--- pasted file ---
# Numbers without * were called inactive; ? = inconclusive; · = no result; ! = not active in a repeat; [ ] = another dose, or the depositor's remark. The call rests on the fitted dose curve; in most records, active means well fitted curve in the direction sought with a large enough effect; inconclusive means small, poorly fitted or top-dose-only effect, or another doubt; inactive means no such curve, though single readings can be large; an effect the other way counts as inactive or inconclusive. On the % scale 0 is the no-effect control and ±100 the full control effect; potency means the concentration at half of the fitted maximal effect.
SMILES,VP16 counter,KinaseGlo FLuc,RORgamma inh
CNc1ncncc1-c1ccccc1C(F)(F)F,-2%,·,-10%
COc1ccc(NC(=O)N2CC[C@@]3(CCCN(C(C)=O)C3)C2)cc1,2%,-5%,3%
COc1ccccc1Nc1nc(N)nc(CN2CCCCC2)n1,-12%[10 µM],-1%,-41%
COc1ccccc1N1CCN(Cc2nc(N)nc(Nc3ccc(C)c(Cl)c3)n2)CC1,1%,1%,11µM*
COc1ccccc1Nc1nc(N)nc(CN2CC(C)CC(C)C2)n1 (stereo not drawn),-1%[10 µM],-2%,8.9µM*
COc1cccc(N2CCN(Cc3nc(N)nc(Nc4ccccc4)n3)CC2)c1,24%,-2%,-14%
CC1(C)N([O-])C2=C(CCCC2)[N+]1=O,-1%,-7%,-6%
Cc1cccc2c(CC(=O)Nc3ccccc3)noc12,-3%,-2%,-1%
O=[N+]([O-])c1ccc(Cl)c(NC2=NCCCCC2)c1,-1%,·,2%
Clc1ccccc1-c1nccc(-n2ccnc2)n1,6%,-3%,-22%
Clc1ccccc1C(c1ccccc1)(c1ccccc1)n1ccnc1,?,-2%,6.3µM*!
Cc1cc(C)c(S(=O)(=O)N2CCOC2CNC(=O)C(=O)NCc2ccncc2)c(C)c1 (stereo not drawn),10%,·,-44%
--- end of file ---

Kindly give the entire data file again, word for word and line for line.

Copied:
# Numbers without * were called inactive; ? = inconclusive; · = no result; ! = not active in a repeat; [ ] = another dose, or the depositor's remark. The call rests on the fitted dose curve; in most records, active means well fitted curve in the direction sought with a large enough effect; inconclusive means small, poorly fitted or top-dose-only effect, or another doubt; inactive means no such curve, though single readings can be large; an effect the other way counts as inactive or inconclusive. On the % scale 0 is the no-effect control and ±100 the full control effect; potency means the concentration at half of the fitted maximal effect.
SMILES,VP16 counter,KinaseGlo FLuc,RORgamma inh
CNc1ncncc1-c1ccccc1C(F)(F)F,-2%,·,-10%
COc1ccc(NC(=O)N2CC[C@@]3(CCCN(C(C)=O)C3)C2)cc1,2%,-5%,3%
COc1ccccc1Nc1nc(N)nc(CN2CCCCC2)n1,-12%[10 µM],-1%,-41%
COc1ccccc1N1CCN(Cc2nc(N)nc(Nc3ccc(C)c(Cl)c3)n2)CC1,1%,1%,11µM*
COc1ccccc1Nc1nc(N)nc(CN2CC(C)CC(C)C2)n1 (stereo not drawn),-1%[10 µM],-2%,8.9µM*
COc1cccc(N2CCN(Cc3nc(N)nc(Nc4ccccc4)n3)CC2)c1,24%,-2%,-14%
CC1(C)N([O-])C2=C(CCCC2)[N+]1=O,-1%,-7%,-6%
Cc1cccc2c(CC(=O)Nc3ccccc3)noc12,-3%,-2%,-1%
O=[N+]([O-])c1ccc(Cl)c(NC2=NCCCCC2)c1,-1%,·,2%
Clc1ccccc1-c1nccc(-n2ccnc2)n1,6%,-3%,-22%
Clc1ccccc1C(c1ccccc1)(c1ccccc1)n1ccnc1,?,-2%,6.3µM*!
Cc1cc(C)c(S(=O)(=O)N2CCOC2CNC(=O)C(=O)NCc2ccncc2)c(C)c1 (stereo not drawn),10%,·,-44%